How to make a simple DIY tethering cable strain relief

Tips & Techniques

Once you start with cabled tethering from your camera to your computer you’ll soon want to look into a solution for a strain relief for the cable on your camera side to not only protect you from accidental disconnections, but even more from damaging your camera’s internal connector port.

Pretty soon you will stumble over the JerkStopper by Tether Tools which is basically a small plastic part that cramps around the cable with a short cord that is bound to the strap eyelet of your camera. Well, that little thing is everything else than cheap at over $16 currently.

Some cameras like the Canon 5D Mark IV also come with a cable protector that works perfectly for this camera. But that is a very rare case for a very limited number of cameras.

Luckily a lot of people have published similar DIY solutions, which are cheaper and fit every camera. Just search on YouTube and you will find plenty of DIY alternatives. Here I would like to present you a slightly different approach that works very well for me.

The biggest gripe I have with the JerkStopper concept is that the cable stands away straight from the camera. This means that there is still quite a lot mechanical force that the straight plug can cause on our camera’s internal port. Plus you always have a cable loop next to the camera. It’s pretty easy to get caught with the loop somewhere. Also this combination makes it not so easy to hold your camera in portrait position.

Therefore I prefer an angled plug that allows the cable to run down to the side for the camera.

This puts already much less force on the connector, but you still need a real strain relief. As I have an Arca Swiss plate attached to my camera all the time anyway (specifically the Peak Design Capture Clip plate) and I want a solution that can be quickly attached and detached I have opted for an Arca Swiss clamp. The ideal clamp was the Andoer 38mm clamp. Not only is it cheap, but it has loop holes on all sides. Using two cable binders I simply attached the tethering cable to the clamp.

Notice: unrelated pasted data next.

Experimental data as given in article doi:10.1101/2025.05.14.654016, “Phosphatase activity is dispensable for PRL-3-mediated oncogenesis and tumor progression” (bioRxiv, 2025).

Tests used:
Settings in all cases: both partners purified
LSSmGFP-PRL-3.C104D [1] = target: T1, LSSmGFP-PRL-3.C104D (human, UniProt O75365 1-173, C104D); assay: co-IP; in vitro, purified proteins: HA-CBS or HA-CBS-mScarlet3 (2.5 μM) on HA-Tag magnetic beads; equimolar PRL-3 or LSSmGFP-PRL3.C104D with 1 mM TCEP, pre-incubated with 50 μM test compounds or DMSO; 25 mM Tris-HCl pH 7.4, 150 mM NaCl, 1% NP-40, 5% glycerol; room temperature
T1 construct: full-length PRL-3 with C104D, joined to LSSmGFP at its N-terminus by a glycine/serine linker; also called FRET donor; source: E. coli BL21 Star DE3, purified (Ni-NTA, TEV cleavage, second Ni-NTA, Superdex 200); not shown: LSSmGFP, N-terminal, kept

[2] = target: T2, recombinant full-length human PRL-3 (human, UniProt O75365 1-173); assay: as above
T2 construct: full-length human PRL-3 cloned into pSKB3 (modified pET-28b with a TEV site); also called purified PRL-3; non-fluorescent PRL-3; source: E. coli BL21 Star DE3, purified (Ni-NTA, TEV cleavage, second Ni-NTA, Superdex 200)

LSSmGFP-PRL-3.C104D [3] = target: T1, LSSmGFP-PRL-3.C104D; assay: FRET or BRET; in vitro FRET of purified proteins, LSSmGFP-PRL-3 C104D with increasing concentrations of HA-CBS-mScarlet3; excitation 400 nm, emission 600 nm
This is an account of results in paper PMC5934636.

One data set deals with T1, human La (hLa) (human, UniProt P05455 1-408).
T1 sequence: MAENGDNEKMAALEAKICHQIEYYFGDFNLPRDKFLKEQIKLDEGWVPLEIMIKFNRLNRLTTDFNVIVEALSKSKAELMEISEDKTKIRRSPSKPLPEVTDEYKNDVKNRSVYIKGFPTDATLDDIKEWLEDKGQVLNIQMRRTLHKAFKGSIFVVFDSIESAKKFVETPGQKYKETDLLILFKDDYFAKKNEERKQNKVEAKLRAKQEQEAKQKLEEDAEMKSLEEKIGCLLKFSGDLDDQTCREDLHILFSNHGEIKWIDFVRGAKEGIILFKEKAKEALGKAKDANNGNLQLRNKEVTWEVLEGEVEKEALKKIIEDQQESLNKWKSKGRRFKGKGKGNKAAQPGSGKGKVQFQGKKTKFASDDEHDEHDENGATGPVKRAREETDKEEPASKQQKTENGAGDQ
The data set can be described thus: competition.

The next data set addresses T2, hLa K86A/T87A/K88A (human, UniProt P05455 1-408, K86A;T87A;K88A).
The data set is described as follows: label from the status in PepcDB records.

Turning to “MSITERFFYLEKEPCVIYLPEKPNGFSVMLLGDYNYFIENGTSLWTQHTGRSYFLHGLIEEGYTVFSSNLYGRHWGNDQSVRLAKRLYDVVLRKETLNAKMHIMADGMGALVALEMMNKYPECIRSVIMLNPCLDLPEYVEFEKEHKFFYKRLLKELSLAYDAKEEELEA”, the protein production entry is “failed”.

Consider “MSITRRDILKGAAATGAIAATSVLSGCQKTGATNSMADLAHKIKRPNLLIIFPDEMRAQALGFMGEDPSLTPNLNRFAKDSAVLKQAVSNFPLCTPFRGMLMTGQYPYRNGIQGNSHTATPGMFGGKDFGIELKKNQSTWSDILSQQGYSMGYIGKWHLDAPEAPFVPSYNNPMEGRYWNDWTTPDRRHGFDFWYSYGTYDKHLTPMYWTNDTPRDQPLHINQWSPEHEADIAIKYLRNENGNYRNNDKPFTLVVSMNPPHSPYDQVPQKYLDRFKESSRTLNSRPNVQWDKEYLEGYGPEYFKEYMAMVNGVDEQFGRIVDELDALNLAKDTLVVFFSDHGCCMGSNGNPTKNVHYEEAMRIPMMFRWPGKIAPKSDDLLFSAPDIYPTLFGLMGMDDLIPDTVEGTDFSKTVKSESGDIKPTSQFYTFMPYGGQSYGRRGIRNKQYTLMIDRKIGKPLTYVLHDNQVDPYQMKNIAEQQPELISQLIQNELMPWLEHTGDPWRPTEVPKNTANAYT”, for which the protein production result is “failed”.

Now I can attach the clamp to the plate on the bottom of my camera and I have an elegant strain relief that can be attached and detached very quickly.

And in case you have to work with a tripod, still no problem. That Andoer clamp has an Arca Swiss plate profile itself as well. So you can connect your camera with the attached clamp to your tripods Arca Swiss clamp.

If you are working for a longer time with a tripod I recommend to use Velcro tapes to secure the cable to the bottom of one of the tripods legs. In that case you won’t knock over the tripod with your camera on when someone is stumbling over the cable.

On the laptop end of the cable Tether Tools is also offering a jerk stopper version. Again a very expensive piece of plastic. Well, I’d say save the money and just use a Velcro tape again to secure the cable to one of the table’s legs.

Lastly one word on the cable itself. I have a pretty cheap 5m USB cable with an angled mini-USB connector by Delock. It works very well and I had no transmission problems yet. However it’s plain black and can be overseen very easily therefore. Also it tends to twist itself very easily. It’s good enough for me, but in case you will use the tethering cable more often or even professionally you might want to search for a better cable. Personally I haven’t tested the Tether Tools cable, which can be used with an angled adapter as well. I can imagine that this cable does not twist and of course its light, shiny color, might prevent the need for a strain relief in some cases, which is always better of course.

About the Author

Carsten Schlipf is a photographer and a hacksmith based in Germany. You can read more of his thoughts on his website. This article was also published here and shared with permission.

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